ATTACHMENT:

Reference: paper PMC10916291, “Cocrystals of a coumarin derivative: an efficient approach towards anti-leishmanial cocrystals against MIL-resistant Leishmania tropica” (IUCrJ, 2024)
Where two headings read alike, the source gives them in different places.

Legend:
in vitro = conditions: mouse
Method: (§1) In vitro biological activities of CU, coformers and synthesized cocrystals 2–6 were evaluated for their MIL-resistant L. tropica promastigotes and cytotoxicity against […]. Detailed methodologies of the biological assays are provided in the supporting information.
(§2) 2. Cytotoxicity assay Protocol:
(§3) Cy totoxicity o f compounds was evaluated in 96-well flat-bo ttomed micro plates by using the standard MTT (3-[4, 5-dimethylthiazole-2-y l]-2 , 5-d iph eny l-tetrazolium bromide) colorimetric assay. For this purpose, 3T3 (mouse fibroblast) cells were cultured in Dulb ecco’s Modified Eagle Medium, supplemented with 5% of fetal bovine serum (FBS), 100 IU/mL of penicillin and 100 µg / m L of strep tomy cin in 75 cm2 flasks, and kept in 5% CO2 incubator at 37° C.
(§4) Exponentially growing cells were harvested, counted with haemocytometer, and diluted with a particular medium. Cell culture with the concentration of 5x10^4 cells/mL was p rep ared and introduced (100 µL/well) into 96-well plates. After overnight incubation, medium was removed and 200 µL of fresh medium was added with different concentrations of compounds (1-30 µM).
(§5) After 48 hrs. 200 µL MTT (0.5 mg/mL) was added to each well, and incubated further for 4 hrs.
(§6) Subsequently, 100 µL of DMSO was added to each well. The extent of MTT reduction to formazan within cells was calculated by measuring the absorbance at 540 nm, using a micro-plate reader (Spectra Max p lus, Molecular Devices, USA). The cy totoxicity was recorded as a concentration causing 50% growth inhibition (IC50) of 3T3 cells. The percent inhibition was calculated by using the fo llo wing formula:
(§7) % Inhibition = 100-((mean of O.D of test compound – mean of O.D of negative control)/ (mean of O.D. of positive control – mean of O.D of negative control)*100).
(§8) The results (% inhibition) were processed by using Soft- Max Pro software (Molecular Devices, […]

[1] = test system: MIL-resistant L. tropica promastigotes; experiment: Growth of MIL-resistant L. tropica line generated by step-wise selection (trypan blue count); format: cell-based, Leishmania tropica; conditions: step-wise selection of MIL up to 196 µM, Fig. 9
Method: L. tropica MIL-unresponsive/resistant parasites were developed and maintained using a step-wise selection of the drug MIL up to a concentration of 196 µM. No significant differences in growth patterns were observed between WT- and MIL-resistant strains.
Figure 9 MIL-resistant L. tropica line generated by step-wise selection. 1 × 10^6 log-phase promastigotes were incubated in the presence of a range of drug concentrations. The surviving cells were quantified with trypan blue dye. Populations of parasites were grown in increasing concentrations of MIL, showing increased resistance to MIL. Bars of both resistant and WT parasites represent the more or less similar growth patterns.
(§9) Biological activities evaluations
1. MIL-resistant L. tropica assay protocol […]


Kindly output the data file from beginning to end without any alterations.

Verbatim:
Reference: paper PMC10916291, “Cocrystals of a coumarin derivative: an efficient approach towards anti-leishmanial cocrystals against MIL-resistant Leishmania tropica” (IUCrJ, 2024)
Where two headings read alike, the source gives them in different places.

Legend:
in vitro = conditions: mouse
Method: (§1) In vitro biological activities of CU, coformers and synthesized cocrystals 2–6 were evaluated for their MIL-resistant L. tropica promastigotes and cytotoxicity against […]. Detailed methodologies of the biological assays are provided in the supporting information.
(§2) 2. Cytotoxicity assay Protocol:
(§3) Cy totoxicity o f compounds was evaluated in 96-well flat-bo ttomed micro plates by using the standard MTT (3-[4, 5-dimethylthiazole-2-y l]-2 , 5-d iph eny l-tetrazolium bromide) colorimetric assay. For this purpose, 3T3 (mouse fibroblast) cells were cultured in Dulb ecco’s Modified Eagle Medium, supplemented with 5% of fetal bovine serum (FBS), 100 IU/mL of penicillin and 100 µg / m L of strep tomy cin in 75 cm2 flasks, and kept in 5% CO2 incubator at 37° C.
(§4) Exponentially growing cells were harvested, counted with haemocytometer, and diluted with a particular medium. Cell culture with the concentration of 5x10^4 cells/mL was p rep ared and introduced (100 µL/well) into 96-well plates. After overnight incubation, medium was removed and 200 µL of fresh medium was added with different concentrations of compounds (1-30 µM).
(§5) After 48 hrs. 200 µL MTT (0.5 mg/mL) was added to each well, and incubated further for 4 hrs.
(§6) Subsequently, 100 µL of DMSO was added to each well. The extent of MTT reduction to formazan within cells was calculated by measuring the absorbance at 540 nm, using a micro-plate reader (Spectra Max p lus, Molecular Devices, USA). The cy totoxicity was recorded as a concentration causing 50% growth inhibition (IC50) of 3T3 cells. The percent inhibition was calculated by using the fo llo wing formula:
(§7) % Inhibition = 100-((mean of O.D of test compound – mean of O.D of negative control)/ (mean of O.D. of positive control – mean of O.D of negative control)*100).
(§8) The results (% inhibition) were processed by using Soft- Max Pro software (Molecular Devices, […]

[1] = test system: MIL-resistant L. tropica promastigotes; experiment: Growth of MIL-resistant L. tropica line generated by step-wise selection (trypan blue count); format: cell-based, Leishmania tropica; conditions: step-wise selection of MIL up to 196 µM, Fig. 9
Method: L. tropica MIL-unresponsive/resistant parasites were developed and maintained using a step-wise selection of the drug MIL up to a concentration of 196 µM. No significant differences in growth patterns were observed between WT- and MIL-resistant strains.
Figure 9 MIL-resistant L. tropica line generated by step-wise selection. 1 × 10^6 log-phase promastigotes were incubated in the presence of a range of drug concentrations. The surviving cells were quantified with trypan blue dye. Populations of parasites were grown in increasing concentrations of MIL, showing increased resistance to MIL. Bars of both resistant and WT parasites represent the more or less similar growth patterns.
(§9) Biological activities evaluations
1. MIL-resistant L. tropica assay protocol […]